Maxine Greene states that the transfer of information does not fully constitute learning and education, because this simple transfer does not present a challenge or obstacle for individuals to overcome. Greene argues that education has to engage the individual, allowing “thought for freedom” and an awakening from self-imposed or self-accepted limitations. If the information does not awaken the individual to the existence of barriers and challenge the individual to reach beyond those barriers, then it has served little purpose. Only through “imagination, taking a risk, and ventures into the unknown” does the individual grow.22
By following transformational leadership principles, organizations can use education to improve their culture. Intellectual stimulation motivates individuals to obtain more information, seek better answers, and ultimately become self-actualized—reaching their full potential. ■
|Ray Bynum, Ed.D., has been a corrections sergeant with the Pima County Sheriff’s Department, Tucson, Arizona, for 25 years. He has degrees in criminal justice and educational leadership, with a master’s certification in public management. Ray holds a doctor of education degree in educational leadership at Northern Arizona University. His dissertation topic is “Staff Education and Transformational Leadership in Criminal Justice.” |
1James MacGregor Burns, Leadership (New York: Harper & Row, 1978); and Bernard Bass, Leadership and Performance beyond Expectation (New York: Free Press, 1985).
2J. Shuford, “The New Generation Staff Development Training for Jails,” American Jails (American Jail Association), July–August 2004, 69–70.
3W. Edwards Deming, Out of the Crisis (Cambridge, Mass.: Massachusetts Institute of Technology, Center for Advanced Engineering Study, 1986); Bass, Leadership and Performance; and Peter M. Senge, The Fifth Discipline: The Art and Practice of the Learning Organization (New York: Currency and Doubleday, 1990).
4Steven Murphy and Edward Drodge, “The Four I’s of Police Leadership: A Case Study Heuristic,” International Journal of Police Science & Management 6, no. 1 (Spring 2004): 1–15. Online access at http://www.atypon-link.com/VAT/toc/ijps/6/1 requires password.
6Karlene Kerfoot, “Learning Organizations Need Teachers: The Leader’s Challenge,” Nursing Economics 21, no. 3 (2003): 148–149.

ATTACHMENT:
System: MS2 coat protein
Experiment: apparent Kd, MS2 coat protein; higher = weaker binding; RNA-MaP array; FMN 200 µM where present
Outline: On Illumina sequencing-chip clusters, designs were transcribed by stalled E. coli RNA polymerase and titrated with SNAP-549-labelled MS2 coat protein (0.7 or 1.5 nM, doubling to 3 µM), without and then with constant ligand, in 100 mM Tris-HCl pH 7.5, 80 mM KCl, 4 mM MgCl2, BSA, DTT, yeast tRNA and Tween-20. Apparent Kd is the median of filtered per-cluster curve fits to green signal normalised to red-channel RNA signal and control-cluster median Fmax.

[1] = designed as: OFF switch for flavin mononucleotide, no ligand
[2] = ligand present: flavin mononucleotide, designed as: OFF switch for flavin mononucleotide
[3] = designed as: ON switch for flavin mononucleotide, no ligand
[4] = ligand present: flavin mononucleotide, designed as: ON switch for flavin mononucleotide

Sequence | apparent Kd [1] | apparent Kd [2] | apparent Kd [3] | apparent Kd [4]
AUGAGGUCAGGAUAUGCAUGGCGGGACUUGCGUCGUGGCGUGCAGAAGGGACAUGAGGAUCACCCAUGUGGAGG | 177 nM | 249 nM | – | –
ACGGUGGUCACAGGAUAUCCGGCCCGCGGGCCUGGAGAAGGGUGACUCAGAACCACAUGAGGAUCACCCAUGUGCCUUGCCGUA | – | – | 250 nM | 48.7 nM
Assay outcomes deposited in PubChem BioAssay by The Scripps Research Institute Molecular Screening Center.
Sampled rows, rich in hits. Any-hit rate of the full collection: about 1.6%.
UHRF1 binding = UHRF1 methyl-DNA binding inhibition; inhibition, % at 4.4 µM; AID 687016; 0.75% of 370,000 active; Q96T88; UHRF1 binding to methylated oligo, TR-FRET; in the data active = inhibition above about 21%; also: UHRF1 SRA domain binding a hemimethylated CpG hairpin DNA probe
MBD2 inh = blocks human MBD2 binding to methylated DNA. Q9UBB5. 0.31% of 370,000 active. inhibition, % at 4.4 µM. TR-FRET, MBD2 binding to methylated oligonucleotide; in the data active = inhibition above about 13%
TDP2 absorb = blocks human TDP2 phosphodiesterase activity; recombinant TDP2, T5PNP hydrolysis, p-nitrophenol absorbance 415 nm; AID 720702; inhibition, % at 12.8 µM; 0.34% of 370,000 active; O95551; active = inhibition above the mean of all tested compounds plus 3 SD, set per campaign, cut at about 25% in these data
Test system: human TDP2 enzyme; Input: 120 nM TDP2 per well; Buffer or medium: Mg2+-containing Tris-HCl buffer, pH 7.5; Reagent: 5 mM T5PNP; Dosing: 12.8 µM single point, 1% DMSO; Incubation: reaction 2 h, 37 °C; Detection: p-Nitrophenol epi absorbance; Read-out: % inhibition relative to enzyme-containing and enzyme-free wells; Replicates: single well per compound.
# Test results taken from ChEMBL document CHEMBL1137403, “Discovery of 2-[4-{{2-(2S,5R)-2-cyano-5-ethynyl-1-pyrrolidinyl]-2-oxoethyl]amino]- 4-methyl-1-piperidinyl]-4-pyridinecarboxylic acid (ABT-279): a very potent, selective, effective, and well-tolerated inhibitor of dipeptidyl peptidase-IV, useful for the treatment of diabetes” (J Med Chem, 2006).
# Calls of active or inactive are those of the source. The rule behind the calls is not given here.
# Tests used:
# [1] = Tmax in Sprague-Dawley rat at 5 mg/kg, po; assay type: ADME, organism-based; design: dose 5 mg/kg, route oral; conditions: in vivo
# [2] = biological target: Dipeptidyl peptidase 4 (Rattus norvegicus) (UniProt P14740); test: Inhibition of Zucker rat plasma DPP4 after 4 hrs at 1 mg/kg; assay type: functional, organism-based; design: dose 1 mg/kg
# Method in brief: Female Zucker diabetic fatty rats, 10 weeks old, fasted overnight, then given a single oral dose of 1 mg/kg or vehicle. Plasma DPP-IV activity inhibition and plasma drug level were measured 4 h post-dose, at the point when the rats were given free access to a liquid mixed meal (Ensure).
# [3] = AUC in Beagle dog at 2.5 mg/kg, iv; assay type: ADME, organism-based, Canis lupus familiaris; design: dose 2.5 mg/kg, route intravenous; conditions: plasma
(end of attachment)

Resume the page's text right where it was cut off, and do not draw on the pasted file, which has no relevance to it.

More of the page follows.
7Senge, The Fifth Discipline.
8Pat Williams, The Paradox of Power: A Transforming View of Leadership (New York: Warner Books, 2002).
9Bernard Bass, “From Transactional to Transformational Leadership: Learning to Share the Vision,” Organizational Dynamics 18 (Winter 1990): 19–31.
10Michael Fullan, Leading in a Culture of Change (San Francisco: Jossey-Bass, 2004).
11Rocco Mazza, “How Police Officers Learn What Police Officers Must Know: An Ethnographic Study of Police Learning” (doctoral diss., Rutgers University, 1992).
12Terry Mors, “Critical Issues Impeding Criminal Justice Continuing Professional Education” (doctoral diss., Northern Illinois University, 2002).
13Robert Meadows, “A Study of the Perceptions of Law Enforcement Administrators and Criminal Justice Educators toward Needed Skill Competencies in Entry Level Police Training Curriculums” (doctoral diss., Claremont Graduate School, 1986).
14William Miller, “An Analysis of Perceived Training Needs of Rural County Sheriff’s Departments (Oklahoma)” (doctoral diss., University of Oklahoma, 1994).
15Greg Etter, “Perceived Effectiveness of In-Service Training of Sheriff’s Deputies in Kansas: A Post Instructional Analysis” (doctoral diss., Oklahoma State University, 2000).
16David Johnson, “A Study of Law Enforcement Officers’ Participation in Continuing Education” (doctoral diss., Kansas State University, 1986).
17International City/County Management Association and Police Executive Research Forum, Management Review of the Eugene Police Department, March 2005, http://www.eugene-or.gov/portal/server.pt/gateway/PTARGS_0_2_18384_0_0_18/ICMA-PERF.pdf (accessed January 14, 2008).
18M. D. Schwartz and S. P. Yonkers, “Officer Satisfaction with Police In-Service Training: An Exploratory Evaluation,” NCJ 136287, American Journal of Police 10 (1991): 49–63.
19Mario Giannoni, “An Ethnographic Investigation of Police Education: Implications for Professionalism and Continuing Criminal Justice Education” (doctoral diss., Northern Illinois University, 2002).
21David H. Bayley, Democratizing the Police Abroad: What to Do and How to Do It, Issues in International Crime, NCJ 188742 (Washington, D.C.: U.S. Department of Justice, Office of Justice Programs, June 2001), http://www.ncjrs.org/pdffiles1/nij/188742.pdf (accessed January 7, 2008).
22Maxine Greene, “The Dialectic of Freedom,” in Philosophical Documents in Education, ed. R. Reed and T. Johnson, 2nd ed. (New York: Longman, 2000)